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ful. The object of it does not appear, as having been necessary to secure the ultimate and main object, that is, the possession of Burlington Heights. The capture of Fort George would undoubtedly have promoted that object, and might, perhaps, as well have been directed, all directions of such kind including the reservation, "provided it be practicable."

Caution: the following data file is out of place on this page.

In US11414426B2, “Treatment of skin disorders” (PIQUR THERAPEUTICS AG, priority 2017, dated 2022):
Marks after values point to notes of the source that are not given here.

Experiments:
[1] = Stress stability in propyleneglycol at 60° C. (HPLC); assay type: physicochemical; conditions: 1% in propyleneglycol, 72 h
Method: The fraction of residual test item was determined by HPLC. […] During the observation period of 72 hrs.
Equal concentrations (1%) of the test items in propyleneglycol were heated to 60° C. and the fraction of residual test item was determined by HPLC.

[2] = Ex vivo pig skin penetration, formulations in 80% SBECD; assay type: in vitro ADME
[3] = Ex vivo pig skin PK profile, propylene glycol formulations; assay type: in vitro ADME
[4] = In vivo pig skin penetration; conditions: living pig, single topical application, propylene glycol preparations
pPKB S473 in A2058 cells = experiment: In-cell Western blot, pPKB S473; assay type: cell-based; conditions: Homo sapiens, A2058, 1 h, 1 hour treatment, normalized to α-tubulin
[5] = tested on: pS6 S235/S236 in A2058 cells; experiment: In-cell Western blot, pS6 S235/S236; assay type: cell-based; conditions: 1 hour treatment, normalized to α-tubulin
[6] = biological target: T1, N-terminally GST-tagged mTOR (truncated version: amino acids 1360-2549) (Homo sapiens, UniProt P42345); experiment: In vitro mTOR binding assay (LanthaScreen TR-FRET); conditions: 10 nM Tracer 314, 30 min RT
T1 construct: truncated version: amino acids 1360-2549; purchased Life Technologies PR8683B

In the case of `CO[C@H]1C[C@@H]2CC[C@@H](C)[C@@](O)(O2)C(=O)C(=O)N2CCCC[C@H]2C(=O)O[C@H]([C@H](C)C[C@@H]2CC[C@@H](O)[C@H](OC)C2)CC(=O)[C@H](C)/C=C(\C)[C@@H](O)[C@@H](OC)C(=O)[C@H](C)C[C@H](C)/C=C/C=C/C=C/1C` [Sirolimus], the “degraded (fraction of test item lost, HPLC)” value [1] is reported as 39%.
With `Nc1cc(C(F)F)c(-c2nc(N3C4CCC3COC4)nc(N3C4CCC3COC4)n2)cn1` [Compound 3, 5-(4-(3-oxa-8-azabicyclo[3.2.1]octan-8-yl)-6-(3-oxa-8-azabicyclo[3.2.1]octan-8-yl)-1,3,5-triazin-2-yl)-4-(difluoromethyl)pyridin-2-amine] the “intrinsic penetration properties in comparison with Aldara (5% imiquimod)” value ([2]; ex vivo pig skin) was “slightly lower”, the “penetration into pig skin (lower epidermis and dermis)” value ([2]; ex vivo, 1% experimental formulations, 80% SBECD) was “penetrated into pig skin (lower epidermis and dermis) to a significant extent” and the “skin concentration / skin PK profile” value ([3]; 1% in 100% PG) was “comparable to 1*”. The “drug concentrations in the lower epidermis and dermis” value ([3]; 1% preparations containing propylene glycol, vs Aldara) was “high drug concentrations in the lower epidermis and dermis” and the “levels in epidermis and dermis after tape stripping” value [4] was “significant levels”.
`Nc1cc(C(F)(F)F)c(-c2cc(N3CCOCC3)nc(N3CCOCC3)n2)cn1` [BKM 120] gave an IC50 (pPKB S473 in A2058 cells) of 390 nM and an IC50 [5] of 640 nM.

The possession of Burlington Heights would have cut off the retreat by land of the garrison at Fort George, (an advantage, in case that place were merely menaced,) besides giving the troops there such an advance on their way around Lake Ontario, if such a circuit were contemplated. Further benefits than these are not obvious in connexion with this main object of the campaign. Moreover, hinging the whole movement on the "ascendency and coöperation" of the fleet, when both were too problematical to be relied upon, was something like a foregone conclusion against all hope of success. Sir James Yeo had thus far showed equal skill and discretion in his tactics, knowing that to avoid being beat by his antagonist was something like a victory. Commodore Chauncey had chased him throughout the previous season from pillar to post, and had become satisfied that nothing but chance could throw a favorable opportunity in his way. He began the new season under the same auspices. His great and main object was to pursue Sir James when his strength permitted it, and watch for that tide in his affairs which was to lead on to better fortune. His next object was to keep up the energy of his shipyard. It was a game of launch, and he who built the most in the shortest time expected to win the stakes. The temporary ascendancy he might have at intervals could be of little or no benefit to the army, as it was not founded on the defeat, or even crippled state, of Sir James, who, while avoiding all encounters, was still able to interfere more or less with any coöperative measures. It was undoubtedly desirable that the fleet should lend assistance to the army, such assistance as, in 1813, had often proved highly advantageous; but the position of Commodore Chauncey necessarily made that assistance a subordinate consideration. He had a higher object, though not a "higher destiny." Nor do we think, judging by our present lights, that the fleet should have been made so indispensable to the army movements. It had a wider and more appropriate field